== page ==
TRINITY TOPICS Trinit y Topics is a publication of Trinity Episcopal Church, Bloomington, Ind. It is intended to stimulate greater awareness of and appreciation for the activities of Trinity Episcopal Church. All contents Copyright © 2010 Trinity Episcopal Church. Permission to reprint any part of Trinit y Topics must be obtained in writing from the managing editor. Trinit y Topics is published monthly. Submit an article: The heart of Trinit y Topics is writing by parishioners. Whether you choose to write about an area of expertise, a Trinity event (past or present), or a current church news topic, your information may interest and assist members of the Trinity Parish community. Trinit y Topics is now accepting book reviews. (Reviews should be 200 – 300 words in length.) Articles for consideration are due to the editor by the third Monday of the preceding month. While all articles are considered, preference is give to those with direct relevance to Trinity Episcopal Church, its activities, and its mission. Trinity Topics seeking a puzzle editor. To create crossword puzzles, word searches, and more! All ages encouraged to volunteer. Contact firstname.lastname@example.org to register your interest. Address changes: Send updated contact information to Janet Brinkworth, Parish Administrator, by postal mail, or e-mail email@example.com.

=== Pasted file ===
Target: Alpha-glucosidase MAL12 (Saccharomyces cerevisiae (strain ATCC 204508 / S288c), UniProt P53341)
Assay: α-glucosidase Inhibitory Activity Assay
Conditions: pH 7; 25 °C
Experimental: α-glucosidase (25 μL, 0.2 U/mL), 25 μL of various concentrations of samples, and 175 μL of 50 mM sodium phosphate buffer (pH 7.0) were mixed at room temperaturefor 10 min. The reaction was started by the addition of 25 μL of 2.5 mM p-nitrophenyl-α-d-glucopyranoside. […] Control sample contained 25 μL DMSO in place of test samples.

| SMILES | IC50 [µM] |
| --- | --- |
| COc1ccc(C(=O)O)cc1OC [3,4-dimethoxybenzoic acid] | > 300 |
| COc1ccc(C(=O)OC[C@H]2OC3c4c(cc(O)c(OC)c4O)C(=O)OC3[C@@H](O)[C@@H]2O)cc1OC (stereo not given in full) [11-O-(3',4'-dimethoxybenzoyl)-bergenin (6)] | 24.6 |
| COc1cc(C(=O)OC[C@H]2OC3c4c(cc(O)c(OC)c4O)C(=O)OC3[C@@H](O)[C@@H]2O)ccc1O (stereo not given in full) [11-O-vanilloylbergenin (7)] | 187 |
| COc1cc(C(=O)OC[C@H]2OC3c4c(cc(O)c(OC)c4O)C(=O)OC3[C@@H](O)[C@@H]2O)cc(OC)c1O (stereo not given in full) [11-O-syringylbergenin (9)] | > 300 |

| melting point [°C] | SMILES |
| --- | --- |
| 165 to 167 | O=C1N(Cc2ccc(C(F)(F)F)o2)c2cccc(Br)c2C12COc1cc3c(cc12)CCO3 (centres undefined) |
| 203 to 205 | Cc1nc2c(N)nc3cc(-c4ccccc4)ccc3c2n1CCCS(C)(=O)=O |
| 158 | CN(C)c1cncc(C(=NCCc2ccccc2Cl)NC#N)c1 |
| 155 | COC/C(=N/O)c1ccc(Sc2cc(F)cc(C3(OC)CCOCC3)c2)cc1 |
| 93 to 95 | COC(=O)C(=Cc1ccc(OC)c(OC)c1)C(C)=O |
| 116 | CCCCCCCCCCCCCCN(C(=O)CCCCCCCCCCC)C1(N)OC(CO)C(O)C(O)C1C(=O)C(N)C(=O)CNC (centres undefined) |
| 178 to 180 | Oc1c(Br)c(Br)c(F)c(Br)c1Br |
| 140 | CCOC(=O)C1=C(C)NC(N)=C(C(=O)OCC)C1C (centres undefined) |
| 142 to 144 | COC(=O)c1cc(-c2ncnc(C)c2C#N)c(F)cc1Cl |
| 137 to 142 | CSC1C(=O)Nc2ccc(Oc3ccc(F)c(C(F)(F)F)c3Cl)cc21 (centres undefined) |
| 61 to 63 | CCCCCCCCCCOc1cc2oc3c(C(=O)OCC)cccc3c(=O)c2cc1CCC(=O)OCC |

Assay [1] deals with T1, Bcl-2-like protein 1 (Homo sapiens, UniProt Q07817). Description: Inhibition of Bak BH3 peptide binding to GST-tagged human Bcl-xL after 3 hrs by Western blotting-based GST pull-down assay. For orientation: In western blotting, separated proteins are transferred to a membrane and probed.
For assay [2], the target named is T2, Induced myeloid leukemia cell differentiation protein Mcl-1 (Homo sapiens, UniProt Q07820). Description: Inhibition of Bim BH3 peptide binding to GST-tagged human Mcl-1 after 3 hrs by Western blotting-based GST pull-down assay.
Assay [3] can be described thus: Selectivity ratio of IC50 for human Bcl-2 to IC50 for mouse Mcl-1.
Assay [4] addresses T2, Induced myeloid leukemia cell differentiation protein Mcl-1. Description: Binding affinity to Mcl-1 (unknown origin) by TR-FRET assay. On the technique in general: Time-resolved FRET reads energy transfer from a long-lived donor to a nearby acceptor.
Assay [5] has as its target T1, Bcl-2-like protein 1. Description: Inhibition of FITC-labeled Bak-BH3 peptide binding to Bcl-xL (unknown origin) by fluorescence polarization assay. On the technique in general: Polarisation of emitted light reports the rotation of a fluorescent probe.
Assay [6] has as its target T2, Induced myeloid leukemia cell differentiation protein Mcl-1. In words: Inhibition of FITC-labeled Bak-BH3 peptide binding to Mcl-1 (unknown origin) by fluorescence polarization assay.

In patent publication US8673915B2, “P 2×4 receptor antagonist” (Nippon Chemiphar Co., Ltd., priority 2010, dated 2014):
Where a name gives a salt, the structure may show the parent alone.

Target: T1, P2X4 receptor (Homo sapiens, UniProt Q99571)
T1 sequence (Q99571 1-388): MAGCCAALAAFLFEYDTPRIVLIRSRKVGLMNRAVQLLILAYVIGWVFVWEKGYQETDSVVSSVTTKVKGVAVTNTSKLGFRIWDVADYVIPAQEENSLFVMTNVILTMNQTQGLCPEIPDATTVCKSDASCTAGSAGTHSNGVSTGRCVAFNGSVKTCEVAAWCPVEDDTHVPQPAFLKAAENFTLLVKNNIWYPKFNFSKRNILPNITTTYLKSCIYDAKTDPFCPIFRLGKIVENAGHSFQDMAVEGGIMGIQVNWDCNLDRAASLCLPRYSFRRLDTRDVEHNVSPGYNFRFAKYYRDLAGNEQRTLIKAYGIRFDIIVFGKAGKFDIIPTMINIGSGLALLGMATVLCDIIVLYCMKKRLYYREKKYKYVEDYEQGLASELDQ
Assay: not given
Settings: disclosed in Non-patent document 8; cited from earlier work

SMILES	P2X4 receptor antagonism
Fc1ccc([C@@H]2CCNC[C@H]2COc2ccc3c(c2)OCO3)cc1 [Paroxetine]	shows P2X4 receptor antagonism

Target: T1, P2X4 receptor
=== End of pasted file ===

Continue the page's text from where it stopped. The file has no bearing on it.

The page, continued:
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Topics Team PUBLISHER
Trinity Episcopal Church MANAGING EDITOR
Kelly Carnahan COPY EDITOR
Georgia Parham PUBLICATION ADVISORS
Mikki Anderson Ruth Droppo CONTRIBUTORS
Barbara Bloom Kris Frampton Jennifer Lloyd Randy Lloyd Alex May Nancy Rayfield Your name here